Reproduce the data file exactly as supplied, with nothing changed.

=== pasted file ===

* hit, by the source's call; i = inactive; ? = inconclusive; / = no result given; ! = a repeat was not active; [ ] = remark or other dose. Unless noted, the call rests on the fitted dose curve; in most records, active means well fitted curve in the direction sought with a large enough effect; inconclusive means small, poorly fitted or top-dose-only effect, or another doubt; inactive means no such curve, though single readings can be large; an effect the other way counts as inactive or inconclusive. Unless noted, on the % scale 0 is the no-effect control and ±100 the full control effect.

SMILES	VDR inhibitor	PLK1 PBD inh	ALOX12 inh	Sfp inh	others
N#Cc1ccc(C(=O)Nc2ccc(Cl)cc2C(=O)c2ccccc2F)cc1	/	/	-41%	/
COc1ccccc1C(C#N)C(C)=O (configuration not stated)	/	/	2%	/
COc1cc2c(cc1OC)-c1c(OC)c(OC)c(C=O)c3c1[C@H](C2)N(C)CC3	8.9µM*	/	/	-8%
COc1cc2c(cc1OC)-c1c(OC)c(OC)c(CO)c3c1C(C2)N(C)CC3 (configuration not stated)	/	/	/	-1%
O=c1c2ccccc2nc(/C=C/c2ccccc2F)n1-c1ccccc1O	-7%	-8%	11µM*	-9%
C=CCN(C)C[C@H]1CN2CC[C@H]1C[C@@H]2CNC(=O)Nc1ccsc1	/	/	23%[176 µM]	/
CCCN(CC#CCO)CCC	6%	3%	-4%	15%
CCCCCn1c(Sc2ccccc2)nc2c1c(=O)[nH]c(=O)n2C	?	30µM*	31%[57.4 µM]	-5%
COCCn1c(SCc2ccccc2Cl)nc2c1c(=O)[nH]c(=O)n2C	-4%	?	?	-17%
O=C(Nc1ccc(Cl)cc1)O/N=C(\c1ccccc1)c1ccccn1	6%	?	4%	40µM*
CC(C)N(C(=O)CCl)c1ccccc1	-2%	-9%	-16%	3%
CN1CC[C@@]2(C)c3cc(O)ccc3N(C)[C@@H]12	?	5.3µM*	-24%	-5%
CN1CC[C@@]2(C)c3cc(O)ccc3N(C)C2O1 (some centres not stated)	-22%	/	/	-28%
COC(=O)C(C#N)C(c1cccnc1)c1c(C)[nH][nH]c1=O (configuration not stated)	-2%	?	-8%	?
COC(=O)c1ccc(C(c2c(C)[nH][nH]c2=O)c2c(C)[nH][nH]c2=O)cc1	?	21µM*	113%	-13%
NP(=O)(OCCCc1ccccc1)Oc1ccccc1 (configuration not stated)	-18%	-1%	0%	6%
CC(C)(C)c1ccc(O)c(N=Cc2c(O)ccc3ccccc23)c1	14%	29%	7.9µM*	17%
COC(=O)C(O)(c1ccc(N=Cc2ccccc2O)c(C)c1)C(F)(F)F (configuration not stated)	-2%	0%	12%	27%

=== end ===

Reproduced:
* hit, by the source's call; i = inactive; ? = inconclusive; / = no result given; ! = a repeat was not active; [ ] = remark or other dose. Unless noted, the call rests on the fitted dose curve; in most records, active means well fitted curve in the direction sought with a large enough effect; inconclusive means small, poorly fitted or top-dose-only effect, or another doubt; inactive means no such curve, though single readings can be large; an effect the other way counts as inactive or inconclusive. Unless noted, on the % scale 0 is the no-effect control and ±100 the full control effect.

SMILES	VDR inhibitor	PLK1 PBD inh	ALOX12 inh	Sfp inh	others
N#Cc1ccc(C(=O)Nc2ccc(Cl)cc2C(=O)c2ccccc2F)cc1	/	/	-41%	/
COc1ccccc1C(C#N)C(C)=O (configuration not stated)	/	/	2%	/
COc1cc2c(cc1OC)-c1c(OC)c(OC)c(C=O)c3c1[C@H](C2)N(C)CC3	8.9µM*	/	/	-8%
COc1cc2c(cc1OC)-c1c(OC)c(OC)c(CO)c3c1C(C2)N(C)CC3 (configuration not stated)	/	/	/	-1%
O=c1c2ccccc2nc(/C=C/c2ccccc2F)n1-c1ccccc1O	-7%	-8%	11µM*	-9%
C=CCN(C)C[C@H]1CN2CC[C@H]1C[C@@H]2CNC(=O)Nc1ccsc1	/	/	23%[176 µM]	/
CCCN(CC#CCO)CCC	6%	3%	-4%	15%
CCCCCn1c(Sc2ccccc2)nc2c1c(=O)[nH]c(=O)n2C	?	30µM*	31%[57.4 µM]	-5%
COCCn1c(SCc2ccccc2Cl)nc2c1c(=O)[nH]c(=O)n2C	-4%	?	?	-17%
O=C(Nc1ccc(Cl)cc1)O/N=C(\c1ccccc1)c1ccccn1	6%	?	4%	40µM*
CC(C)N(C(=O)CCl)c1ccccc1	-2%	-9%	-16%	3%
CN1CC[C@@]2(C)c3cc(O)ccc3N(C)[C@@H]12	?	5.3µM*	-24%	-5%
CN1CC[C@@]2(C)c3cc(O)ccc3N(C)C2O1 (some centres not stated)	-22%	/	/	-28%
COC(=O)C(C#N)C(c1cccnc1)c1c(C)[nH][nH]c1=O (configuration not stated)	-2%	?	-8%	?
COC(=O)c1ccc(C(c2c(C)[nH][nH]c2=O)c2c(C)[nH][nH]c2=O)cc1	?	21µM*	113%	-13%
NP(=O)(OCCCc1ccccc1)Oc1ccccc1 (configuration not stated)	-18%	-1%	0%	6%
CC(C)(C)c1ccc(O)c(N=Cc2c(O)ccc3ccccc23)c1	14%	29%	7.9µM*	17%
COC(=O)C(O)(c1ccc(N=Cc2ccccc2O)c(C)c1)C(F)(F)F (configuration not stated)	-2%	0%	12%	27%